Abbey started pursuing competitions left and right. “I started winning them and placing first. If I had a pitch that had to be three minutes, I would write out the script word for word and practice breathing so I would know exactly where it would time out to,” she said. “I would finish my pitch at two minutes and fifty-eight seconds or two minutes and fifty-nine seconds. I practiced until they were absolutely perfect, and that’s how I was able to either win or place in the capital of all 16 of these business competitions. They were regional, and they were provincial. Then they became national, and I actually represented Canada in Kansas City back in 2014 for the Get in the Ring business competition.”
That’s when, in 2013, Abbey launched ShopIndig.ca, a predecessor to Indig Inc, charging a mere 3.5 percent commission. “We were doing really well, and we were picking up artists from all over North America. We picked up sellers and buyers from all around the world. We had transactions that were going to Australia and down to Santa Fe, New Mexico—all across the States and Canada,” she said.
But eventually, she encountered challenges. “There are a lot of moving parts internally to any e-commerce site that I was not aware of. All I knew was that you had to put up a website, and it had to be useable. I didn’t know any e-commerce terminology whatsoever and things started breaking down. The more users we had on the site, the more needs they had, and the more that could potentially go wrong. The site was doing well for what it was, but it wasn’t bringing in the revenue that I needed to sustain it much less make a thriving business out of it,” she explained.
It boiled down to the fact that Abbey couldn’t grow the business effectively without the knowledge. “I didn’t know that I needed my own developer; I didn’t know enough to forecast what was coming next; but I also didn’t know that my business model was flawed. I ended up closing down shop…. I had a lot of work to do to make it sustainable,” she said.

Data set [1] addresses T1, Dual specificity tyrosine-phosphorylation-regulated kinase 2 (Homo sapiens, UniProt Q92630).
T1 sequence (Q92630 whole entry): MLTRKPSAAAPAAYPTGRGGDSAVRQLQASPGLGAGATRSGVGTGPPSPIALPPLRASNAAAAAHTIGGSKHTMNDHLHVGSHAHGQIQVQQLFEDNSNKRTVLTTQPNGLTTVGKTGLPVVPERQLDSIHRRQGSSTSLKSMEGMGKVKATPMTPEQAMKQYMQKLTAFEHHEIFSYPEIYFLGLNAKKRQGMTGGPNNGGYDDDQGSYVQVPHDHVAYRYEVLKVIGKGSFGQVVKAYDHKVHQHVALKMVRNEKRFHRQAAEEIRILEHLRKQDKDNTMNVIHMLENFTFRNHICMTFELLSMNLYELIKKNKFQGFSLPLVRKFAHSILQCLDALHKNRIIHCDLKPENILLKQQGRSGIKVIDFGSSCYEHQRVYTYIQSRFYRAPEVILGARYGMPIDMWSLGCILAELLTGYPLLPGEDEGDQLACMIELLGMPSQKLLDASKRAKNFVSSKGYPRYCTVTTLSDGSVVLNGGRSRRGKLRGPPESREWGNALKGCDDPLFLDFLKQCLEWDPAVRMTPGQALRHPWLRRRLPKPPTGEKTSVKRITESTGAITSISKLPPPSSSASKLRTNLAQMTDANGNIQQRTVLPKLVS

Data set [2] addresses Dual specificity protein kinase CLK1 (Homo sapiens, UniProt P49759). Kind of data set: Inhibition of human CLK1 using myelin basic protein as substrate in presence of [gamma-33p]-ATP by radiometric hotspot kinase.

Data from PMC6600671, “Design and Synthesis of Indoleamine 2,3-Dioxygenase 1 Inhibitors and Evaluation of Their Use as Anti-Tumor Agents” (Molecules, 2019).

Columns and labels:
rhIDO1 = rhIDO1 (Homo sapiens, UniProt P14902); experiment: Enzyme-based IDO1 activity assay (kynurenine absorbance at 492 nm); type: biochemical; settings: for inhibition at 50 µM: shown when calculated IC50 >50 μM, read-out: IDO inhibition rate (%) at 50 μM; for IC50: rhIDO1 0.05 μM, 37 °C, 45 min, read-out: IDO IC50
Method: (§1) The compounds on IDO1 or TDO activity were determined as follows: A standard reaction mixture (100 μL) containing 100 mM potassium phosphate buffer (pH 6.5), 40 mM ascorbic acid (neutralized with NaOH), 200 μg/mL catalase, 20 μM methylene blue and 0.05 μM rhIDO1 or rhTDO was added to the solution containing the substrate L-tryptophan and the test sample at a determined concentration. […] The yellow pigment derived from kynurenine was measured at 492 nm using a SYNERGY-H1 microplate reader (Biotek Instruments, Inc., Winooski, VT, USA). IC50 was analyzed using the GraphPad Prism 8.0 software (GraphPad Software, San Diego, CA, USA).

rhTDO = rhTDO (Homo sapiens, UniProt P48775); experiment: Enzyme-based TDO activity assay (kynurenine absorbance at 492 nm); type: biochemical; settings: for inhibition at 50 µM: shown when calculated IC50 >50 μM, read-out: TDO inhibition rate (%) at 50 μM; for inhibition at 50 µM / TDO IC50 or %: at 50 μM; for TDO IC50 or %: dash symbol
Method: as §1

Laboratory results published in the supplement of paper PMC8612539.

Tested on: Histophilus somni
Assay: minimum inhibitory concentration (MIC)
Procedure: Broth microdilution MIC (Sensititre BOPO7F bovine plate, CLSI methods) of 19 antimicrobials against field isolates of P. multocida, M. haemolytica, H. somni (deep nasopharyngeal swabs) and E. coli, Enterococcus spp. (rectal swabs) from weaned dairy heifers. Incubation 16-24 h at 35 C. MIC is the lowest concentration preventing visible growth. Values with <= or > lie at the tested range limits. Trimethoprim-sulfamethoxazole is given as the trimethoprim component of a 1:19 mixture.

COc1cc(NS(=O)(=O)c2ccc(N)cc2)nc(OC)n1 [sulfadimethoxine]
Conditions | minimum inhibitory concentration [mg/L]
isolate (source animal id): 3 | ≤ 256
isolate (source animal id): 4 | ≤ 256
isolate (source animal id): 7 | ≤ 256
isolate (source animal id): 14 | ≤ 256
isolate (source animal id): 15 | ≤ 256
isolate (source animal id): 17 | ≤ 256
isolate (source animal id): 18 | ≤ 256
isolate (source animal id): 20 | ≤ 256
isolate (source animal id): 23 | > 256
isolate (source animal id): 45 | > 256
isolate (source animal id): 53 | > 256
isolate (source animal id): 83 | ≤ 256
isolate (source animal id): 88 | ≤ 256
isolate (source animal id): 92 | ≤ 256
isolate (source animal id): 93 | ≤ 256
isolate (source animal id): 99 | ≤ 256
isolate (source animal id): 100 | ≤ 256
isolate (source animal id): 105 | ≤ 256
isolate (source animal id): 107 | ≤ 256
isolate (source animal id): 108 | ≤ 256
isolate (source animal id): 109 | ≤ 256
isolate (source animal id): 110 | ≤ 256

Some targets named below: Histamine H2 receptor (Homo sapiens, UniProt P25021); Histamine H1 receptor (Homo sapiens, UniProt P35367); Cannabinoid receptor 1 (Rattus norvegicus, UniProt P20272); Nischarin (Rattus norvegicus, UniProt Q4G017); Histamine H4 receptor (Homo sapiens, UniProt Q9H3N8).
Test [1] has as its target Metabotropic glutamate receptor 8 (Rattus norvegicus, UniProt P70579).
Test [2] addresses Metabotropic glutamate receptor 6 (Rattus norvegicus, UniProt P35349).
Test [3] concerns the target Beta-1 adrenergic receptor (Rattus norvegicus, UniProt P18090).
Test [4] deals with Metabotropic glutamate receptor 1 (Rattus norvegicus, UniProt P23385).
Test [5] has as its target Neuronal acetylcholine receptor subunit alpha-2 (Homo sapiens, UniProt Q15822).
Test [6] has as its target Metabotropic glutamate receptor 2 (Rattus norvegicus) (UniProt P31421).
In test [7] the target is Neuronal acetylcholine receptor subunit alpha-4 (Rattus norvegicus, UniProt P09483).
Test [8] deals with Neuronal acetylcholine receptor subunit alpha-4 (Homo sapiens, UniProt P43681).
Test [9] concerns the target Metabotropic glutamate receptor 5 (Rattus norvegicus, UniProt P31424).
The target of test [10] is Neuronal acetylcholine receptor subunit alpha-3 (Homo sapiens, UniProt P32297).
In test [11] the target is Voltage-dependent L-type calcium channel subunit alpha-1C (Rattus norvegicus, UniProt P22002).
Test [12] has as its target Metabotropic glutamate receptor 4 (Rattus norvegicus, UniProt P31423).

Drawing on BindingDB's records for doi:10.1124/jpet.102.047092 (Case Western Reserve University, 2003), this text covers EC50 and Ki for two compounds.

Because her concept was proven, she was able to start attracting grants and loans. She was ready to birth her next iteration of an e-commerce platform, Indig Inc. “I knew I wanted a rebrand because, even though it hadn’t been a failure, in my mind it was. I took it very hard that I had to close down my first business, because I felt that, as a social enterprise, I was letting my artisans down. At the same time, I needed to improve myself if I ever wanted my business to become something. This began a period of learning,” Abbey said.
She applied for every form of business training “under the sun,” she said. “At that time, I was awarded the Start Up Canada National Indigenous Entrepreneur of the Year Award, which was fantastic. It came at a really low time for me, because I wasn’t sure who I was as an entrepreneur, and I had a lot of artisans who weren’t no longer able to earn an income. I wouldn’t even want to get out of bed but I did.”
While building the blocks for Indig Inc, she applied to the Canadian Technology Accelerator, which had been awarded the number one accelerator worldwide in 2014. Abbey became the first indigenous venture to be accepted in the history of the Canadian Technology Accelerator. “They actually said that my venture and what it stood for were priorities for the Canadian government,” she said.
Through studying with the Canadian Technology Accelerator (CTA), she learned she needed to increase her commission rate to 20 percent to cover costs of processing and any credit card fees, not to mention the general business overhead.
“I didn’t want to go into debt again trying to service my artisans. I did a lot of studying in the CTA. I went back and forth between Cambridge and Boston, Massachusetts, and New York six times. I was able to study under mentors who knew global e-commerce. Before this, I only knew everything from a Saskatchewan perspective, and I actually thought I knew a lot. It would become an obvious fact that I knew nothing in terms of global e-commerce,” she said.
Abbey compared the training she received through CTA to drinking out of firehose, because it’s constant and powerful. “The knowledge that I gained there helped me craft what Indig Inc would become and what we needed to do—the phases we needed to implement, and how to start using a lean start-up strategy, so that I wouldn’t run out of capital, and I would be able to scale up slowly. From there, the new Indig Inc platform was born.”
Check back tomorrow to read part two of this two-part series on Indig Inc.